Accra May 19, GNA - Diabetes could be effectively managed and the risk of developing complications reduced substantially, when people adopt simple lifestyle such as a healthy diet and physical activity. This was contained in a statement issued jointly by the World Health Organization (WHO) and International Diabetes Federation (IDF) to mark the launch of a diabetes awareness programme dubbed "Diabetes Action Now".
The statement said: "Diabetes can be prevented through lifestyle interventions alone", and physical activities often combined with medication have been shown to be effective in promoting a full healthy life with diabetes.
The statement said the purpose of "Diabetes Action Now" was to raise awareness about diabetes, stimulate and support the adoption of effective measures for the management and prevention of the condition in low and middle-income countries.
It said diabetes was a major threat to global public health that was rapidly getting worse and had the biggest impact on adult of working age in developing countries.
It said in most developing countries at least one in 10 deaths in adults' aged 35 to 64 was attributed to diabetes and in some the figure was as high as one in five.
"Diabetes has become one of the major causes of premature illness and death in most countries, mainly through the increased risk of cardiovascular diseases (CVD)" it stated.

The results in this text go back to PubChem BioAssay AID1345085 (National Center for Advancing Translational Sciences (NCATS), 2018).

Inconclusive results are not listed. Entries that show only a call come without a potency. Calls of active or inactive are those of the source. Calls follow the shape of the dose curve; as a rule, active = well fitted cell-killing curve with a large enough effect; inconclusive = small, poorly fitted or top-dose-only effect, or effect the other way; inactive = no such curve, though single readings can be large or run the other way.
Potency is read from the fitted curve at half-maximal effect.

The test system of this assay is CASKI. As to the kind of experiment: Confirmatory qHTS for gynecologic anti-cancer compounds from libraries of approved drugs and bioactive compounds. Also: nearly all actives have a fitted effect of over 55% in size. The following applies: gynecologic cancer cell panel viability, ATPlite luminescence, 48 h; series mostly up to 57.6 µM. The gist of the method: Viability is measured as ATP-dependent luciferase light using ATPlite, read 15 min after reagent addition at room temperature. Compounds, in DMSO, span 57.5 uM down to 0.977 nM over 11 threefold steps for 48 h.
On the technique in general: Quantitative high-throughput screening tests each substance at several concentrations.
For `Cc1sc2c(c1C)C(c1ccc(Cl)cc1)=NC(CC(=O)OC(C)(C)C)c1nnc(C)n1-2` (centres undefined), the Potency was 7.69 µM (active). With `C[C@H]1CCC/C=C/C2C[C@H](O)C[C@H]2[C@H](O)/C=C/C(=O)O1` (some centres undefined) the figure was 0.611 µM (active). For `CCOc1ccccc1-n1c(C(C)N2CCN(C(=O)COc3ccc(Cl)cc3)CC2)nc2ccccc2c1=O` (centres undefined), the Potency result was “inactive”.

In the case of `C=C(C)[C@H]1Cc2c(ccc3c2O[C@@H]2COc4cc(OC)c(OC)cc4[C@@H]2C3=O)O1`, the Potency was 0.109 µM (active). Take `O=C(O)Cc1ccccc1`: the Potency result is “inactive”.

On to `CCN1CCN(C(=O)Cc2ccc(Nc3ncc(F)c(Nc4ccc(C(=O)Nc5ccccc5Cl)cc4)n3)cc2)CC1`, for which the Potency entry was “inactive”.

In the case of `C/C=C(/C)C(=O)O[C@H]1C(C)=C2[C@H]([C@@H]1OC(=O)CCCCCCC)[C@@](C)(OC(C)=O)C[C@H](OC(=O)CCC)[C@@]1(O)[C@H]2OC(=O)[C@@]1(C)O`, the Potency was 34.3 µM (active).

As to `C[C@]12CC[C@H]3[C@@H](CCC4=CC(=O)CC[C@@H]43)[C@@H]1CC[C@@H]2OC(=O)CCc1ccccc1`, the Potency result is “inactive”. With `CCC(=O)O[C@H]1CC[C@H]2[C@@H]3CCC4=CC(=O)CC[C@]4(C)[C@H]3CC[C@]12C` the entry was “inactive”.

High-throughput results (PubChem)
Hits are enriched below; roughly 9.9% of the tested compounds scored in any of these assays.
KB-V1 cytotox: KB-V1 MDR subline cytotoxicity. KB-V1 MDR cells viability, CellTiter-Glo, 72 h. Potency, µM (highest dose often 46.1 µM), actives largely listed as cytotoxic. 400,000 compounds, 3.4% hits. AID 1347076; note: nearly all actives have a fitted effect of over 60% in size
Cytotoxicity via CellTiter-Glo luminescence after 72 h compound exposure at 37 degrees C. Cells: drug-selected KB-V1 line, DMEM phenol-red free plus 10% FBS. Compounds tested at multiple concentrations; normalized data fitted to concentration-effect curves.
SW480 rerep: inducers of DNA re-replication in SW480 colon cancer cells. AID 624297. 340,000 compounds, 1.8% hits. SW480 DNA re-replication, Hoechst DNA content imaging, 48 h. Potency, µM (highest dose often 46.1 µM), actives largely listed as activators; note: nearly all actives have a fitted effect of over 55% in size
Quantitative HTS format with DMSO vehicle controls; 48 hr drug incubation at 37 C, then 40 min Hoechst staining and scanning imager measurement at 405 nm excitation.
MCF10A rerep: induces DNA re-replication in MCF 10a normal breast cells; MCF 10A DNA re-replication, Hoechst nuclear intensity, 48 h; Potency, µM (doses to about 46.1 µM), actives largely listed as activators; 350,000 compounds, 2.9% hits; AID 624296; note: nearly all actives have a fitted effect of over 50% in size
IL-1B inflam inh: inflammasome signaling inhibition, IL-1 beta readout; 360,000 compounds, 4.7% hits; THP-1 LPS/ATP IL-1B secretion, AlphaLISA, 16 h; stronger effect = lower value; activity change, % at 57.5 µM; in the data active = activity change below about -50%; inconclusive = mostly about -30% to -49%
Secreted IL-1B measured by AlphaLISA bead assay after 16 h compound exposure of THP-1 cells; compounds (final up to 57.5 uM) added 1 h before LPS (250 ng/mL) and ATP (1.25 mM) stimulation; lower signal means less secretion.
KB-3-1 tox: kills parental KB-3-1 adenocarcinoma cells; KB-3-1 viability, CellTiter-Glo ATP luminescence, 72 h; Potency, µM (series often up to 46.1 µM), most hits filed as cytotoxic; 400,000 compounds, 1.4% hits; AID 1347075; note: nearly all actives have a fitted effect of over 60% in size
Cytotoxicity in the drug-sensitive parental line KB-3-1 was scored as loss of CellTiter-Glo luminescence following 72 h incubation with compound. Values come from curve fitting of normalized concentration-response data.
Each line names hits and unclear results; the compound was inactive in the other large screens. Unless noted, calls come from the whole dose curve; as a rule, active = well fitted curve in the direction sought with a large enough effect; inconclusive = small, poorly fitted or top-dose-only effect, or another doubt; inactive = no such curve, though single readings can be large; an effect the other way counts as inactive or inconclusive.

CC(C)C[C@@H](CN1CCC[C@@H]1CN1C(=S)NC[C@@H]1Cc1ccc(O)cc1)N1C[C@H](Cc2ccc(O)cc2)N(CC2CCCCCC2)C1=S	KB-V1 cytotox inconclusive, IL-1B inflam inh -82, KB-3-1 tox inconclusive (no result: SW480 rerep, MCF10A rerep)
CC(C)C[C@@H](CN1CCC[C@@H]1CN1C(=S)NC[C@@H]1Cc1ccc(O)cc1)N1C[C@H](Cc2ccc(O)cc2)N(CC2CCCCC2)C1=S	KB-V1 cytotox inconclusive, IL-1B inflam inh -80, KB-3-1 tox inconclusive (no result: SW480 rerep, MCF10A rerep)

"About 3.2 million deaths can be attributed to diabetes each year according to a new publication by the World Health Organization and the International Diabetes Federation. Updates estimates suggest that six deaths can be attributed to diabetes or related conditions every minute, a figure three times higher than previous calculations," the statement said.
It said diabetes was a common condition and the frequency was dramatically rising all over the world. In 2000, there were 171 million people with diabetes worldwide and this figure was expected to double, by 2030 to reach a total of 366 million. It said most of this increase would occur as a result of a 150 per cent rise in developing countries.